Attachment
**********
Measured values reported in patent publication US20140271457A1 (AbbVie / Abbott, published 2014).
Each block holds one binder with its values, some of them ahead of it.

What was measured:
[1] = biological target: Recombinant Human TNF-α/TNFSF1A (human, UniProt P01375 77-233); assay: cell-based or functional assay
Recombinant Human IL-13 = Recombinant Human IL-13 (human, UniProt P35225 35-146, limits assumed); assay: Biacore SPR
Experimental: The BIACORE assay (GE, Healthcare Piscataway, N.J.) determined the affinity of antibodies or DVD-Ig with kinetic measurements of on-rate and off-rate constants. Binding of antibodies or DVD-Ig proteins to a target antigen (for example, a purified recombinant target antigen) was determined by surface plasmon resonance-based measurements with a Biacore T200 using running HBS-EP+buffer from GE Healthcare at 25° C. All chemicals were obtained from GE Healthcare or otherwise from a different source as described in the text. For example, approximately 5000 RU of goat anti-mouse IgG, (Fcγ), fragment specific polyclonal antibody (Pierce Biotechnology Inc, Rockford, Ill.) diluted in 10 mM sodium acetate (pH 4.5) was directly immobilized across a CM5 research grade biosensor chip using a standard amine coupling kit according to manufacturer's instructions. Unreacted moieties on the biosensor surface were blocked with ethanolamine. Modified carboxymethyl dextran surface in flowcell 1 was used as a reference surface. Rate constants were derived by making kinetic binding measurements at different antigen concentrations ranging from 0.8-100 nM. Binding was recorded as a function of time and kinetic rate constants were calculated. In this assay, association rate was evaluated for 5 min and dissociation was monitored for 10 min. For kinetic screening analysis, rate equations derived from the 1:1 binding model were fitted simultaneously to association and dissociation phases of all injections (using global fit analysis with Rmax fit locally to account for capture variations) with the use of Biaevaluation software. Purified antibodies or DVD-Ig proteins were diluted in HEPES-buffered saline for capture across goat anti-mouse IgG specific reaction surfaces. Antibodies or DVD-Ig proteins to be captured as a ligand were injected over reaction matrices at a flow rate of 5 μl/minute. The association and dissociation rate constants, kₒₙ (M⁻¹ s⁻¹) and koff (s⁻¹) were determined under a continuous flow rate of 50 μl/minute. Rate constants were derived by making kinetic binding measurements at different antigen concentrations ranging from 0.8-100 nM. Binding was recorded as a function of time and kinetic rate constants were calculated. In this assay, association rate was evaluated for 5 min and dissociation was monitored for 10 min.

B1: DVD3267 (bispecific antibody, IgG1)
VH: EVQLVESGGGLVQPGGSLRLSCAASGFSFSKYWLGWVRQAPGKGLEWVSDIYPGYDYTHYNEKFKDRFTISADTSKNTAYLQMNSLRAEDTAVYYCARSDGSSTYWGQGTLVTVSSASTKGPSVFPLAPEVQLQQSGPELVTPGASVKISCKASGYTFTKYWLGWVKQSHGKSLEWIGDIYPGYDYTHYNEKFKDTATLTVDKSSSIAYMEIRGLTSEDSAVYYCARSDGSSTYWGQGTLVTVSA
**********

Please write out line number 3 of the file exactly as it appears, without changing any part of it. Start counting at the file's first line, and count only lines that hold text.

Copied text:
What was measured: